Nearly 60,000 Haitians will be forced to leave the United States within the upcoming 18 months, thanks to a decision made by the Trump administration on Monday. In a press release, the Department of Homeland Security announced that it would cease shielding 59,000 Haitian immigrants from deportation through the Temporary Protected Status program. The state of Florida is set to be influenced the most by Monday’s decision, with roughly 30,000 Haitian TPS recipients living in the state.
The TPS program was established in 1990 to grant the nationals of foreign countries permission to remain in the United States “due to conditions in the country that temporarily prevent the country’s nationals from returning safely, or in certain circumstances, where the country is unable to handle the return of its nationals adequately.” Such conditions include armed conflicts and environmental disasters; Haiti was included in the TPS program in 2010, after the 7.0 magnitude earthquake that took between 200,000-316,000 lives.
As the Washington Post reported, a senior Trump administration official said the DHS came to its decision after finding that the “extraordinary conditions” Haitian immigrants needed protection from “no longer exist.”
Haitian advocates have strongly pushed for the renewal of Haitian immigrants’ protected status on the grounds that the country has not recovered nearly enough to bear the return of tens of thousands.
“Haiti is not ready to absorb 58,000,” Marleine Bastien, a Haitian activist in Florida, recently told the Miami Herald. “It’s going to be a disaster for the 58,000 families in the U.S. and a disaster for Haiti. Clearly they are not making decisions based on facts on the ground, but rather politics. This is purely unacceptable.”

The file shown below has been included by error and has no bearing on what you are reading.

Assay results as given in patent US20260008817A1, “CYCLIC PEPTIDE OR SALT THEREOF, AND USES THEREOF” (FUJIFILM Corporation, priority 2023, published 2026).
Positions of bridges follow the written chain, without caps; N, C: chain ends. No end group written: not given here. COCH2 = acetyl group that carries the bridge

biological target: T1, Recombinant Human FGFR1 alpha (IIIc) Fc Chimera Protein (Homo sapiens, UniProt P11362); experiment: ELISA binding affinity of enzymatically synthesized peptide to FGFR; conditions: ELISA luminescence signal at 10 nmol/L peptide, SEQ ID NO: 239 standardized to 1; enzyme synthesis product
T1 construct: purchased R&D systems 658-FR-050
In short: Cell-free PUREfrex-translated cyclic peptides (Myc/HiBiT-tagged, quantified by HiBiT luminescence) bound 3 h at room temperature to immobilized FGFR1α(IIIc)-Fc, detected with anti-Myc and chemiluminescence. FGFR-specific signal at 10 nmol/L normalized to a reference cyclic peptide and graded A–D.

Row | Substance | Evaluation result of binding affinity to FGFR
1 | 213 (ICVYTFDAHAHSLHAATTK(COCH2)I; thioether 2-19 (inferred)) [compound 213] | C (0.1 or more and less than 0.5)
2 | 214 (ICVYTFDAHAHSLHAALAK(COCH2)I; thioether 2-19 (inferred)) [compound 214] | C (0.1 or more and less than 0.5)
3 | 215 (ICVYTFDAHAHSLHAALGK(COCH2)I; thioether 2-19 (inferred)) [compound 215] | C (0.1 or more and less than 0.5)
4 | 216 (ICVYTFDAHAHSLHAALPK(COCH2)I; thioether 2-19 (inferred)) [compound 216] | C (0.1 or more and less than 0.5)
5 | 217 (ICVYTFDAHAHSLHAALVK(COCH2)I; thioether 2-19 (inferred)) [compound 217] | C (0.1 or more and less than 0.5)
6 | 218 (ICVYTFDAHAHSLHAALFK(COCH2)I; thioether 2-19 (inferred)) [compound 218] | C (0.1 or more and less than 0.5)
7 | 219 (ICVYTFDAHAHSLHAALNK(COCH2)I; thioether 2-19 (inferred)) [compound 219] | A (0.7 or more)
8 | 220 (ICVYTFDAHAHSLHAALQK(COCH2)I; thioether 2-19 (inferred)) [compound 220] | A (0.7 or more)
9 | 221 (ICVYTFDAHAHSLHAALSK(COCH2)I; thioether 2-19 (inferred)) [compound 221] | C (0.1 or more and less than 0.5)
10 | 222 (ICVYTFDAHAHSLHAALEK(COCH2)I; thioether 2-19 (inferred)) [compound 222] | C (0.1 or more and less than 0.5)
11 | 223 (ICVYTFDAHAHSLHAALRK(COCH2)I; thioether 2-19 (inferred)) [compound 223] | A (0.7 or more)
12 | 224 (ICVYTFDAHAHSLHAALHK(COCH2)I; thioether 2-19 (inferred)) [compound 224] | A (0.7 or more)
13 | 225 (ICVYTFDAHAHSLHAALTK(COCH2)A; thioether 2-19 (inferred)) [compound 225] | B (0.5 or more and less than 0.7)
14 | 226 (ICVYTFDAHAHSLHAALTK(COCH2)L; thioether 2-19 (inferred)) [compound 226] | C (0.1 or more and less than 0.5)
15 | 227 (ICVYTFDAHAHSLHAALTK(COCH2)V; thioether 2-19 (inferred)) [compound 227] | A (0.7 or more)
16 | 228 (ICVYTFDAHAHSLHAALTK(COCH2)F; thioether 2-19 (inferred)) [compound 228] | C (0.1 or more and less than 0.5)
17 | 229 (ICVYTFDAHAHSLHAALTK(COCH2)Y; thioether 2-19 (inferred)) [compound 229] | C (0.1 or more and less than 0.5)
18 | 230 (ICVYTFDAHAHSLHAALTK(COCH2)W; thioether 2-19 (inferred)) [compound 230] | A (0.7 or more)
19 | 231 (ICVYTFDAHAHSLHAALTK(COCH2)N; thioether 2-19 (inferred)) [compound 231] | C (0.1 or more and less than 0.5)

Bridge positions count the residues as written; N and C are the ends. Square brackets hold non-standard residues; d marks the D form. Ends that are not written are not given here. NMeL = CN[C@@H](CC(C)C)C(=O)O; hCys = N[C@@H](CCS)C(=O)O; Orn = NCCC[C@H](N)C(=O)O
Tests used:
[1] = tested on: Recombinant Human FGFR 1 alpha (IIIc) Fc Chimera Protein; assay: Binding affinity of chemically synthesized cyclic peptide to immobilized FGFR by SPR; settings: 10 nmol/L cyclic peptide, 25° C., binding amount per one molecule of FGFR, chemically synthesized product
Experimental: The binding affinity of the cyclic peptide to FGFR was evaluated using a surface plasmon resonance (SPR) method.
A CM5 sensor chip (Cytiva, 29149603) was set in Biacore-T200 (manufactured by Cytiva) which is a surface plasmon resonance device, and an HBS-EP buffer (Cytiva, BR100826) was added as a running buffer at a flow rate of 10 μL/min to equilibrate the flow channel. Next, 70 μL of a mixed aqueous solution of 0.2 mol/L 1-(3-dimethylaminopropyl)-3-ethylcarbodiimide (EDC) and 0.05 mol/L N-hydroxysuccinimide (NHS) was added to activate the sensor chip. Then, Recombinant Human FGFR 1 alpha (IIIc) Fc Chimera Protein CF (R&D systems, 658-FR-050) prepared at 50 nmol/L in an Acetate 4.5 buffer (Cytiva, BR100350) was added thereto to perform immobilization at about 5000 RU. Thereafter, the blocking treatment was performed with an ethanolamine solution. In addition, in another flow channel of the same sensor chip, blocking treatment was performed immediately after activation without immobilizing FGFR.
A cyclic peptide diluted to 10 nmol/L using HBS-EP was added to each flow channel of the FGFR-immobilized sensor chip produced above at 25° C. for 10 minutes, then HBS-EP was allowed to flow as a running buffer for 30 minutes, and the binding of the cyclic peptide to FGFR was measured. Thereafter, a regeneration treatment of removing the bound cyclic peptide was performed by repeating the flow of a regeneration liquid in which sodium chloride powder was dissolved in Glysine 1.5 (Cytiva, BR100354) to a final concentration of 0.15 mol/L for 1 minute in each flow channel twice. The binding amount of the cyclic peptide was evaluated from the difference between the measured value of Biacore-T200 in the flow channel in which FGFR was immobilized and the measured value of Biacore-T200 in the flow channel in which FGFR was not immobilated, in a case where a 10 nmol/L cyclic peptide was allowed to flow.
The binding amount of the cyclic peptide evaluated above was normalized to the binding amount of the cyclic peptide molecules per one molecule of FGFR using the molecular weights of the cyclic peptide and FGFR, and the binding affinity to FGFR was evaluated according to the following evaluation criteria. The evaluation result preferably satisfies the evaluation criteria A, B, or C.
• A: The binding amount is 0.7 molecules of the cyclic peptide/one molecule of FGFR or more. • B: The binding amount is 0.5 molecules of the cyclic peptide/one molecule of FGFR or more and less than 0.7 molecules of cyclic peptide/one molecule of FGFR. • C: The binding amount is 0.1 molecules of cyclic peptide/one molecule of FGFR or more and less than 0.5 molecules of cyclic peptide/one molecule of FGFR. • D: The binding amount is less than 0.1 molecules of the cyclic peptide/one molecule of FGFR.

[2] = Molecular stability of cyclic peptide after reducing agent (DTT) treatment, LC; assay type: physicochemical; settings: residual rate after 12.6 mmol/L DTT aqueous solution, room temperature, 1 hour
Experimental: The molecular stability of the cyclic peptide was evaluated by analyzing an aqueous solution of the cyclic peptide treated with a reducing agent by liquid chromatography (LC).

Acting DHS secretary Elaine Duke moves forward with John Kelly's original decision to end TPS for Haiti. pic.twitter.com/OM1Y38rnt4
— Tina Vasquez (@TheTinaVasquez) November 21, 2017
In January of this year, the United Nations published a report analyzing how far the Caribbean nation has to go in order to recover — an estimated 2.5 million people were still in need of aid, 55,000 were living in camps, and at least six percent of the country’s population had been infected with cholera.
The majority of those affected by the Trump administration’s decision have lived in the U.S. for over a decade and have established strong roots in the country. As stated in a study by the Center of Migration Studies, “The average length of residence in the United States for the affected population is 13 years. They have 27,000 US-citizen children, while 81 percent of them are employed and 6,200 have a mortgage. The majority live in Florida (32,500), New York (5,200), New Jersey (3,400), and Massachusetts (2,700).”
The termination of TPS protection is just the latest instance of the Trump administration’s determination to target immigrants with justifications that don’t hold up. Two weeks ago, 2,500 Nicaraguans were also stripped of their TPS protection. In September, Trump put an end to the Deferred Action for Childhood Arrivals program, putting nearly one million immigrants who entered the United States as children at risk for deportation.